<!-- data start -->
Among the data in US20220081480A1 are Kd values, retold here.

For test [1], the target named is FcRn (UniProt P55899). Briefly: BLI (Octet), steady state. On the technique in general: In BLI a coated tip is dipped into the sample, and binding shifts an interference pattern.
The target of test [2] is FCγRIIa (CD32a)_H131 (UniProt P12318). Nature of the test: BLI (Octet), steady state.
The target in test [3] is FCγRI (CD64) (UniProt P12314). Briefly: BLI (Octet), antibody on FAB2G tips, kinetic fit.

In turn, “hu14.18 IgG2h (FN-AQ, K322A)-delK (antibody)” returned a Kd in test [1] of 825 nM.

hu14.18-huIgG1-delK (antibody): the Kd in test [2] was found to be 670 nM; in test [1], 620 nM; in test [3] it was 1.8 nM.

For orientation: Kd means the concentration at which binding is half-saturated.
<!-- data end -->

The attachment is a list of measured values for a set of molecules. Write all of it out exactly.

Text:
Among the data in US20220081480A1 are Kd values, retold here.

For test [1], the target named is FcRn (UniProt P55899). Briefly: BLI (Octet), steady state. On the technique in general: In BLI a coated tip is dipped into the sample, and binding shifts an interference pattern.
The target of test [2] is FCγRIIa (CD32a)_H131 (UniProt P12318). Nature of the test: BLI (Octet), steady state.
The target in test [3] is FCγRI (CD64) (UniProt P12314). Briefly: BLI (Octet), antibody on FAB2G tips, kinetic fit.

In turn, “hu14.18 IgG2h (FN-AQ, K322A)-delK (antibody)” returned a Kd in test [1] of 825 nM.

hu14.18-huIgG1-delK (antibody): the Kd in test [2] was found to be 670 nM; in test [1], 620 nM; in test [3] it was 1.8 nM.

For orientation: Kd means the concentration at which binding is half-saturated.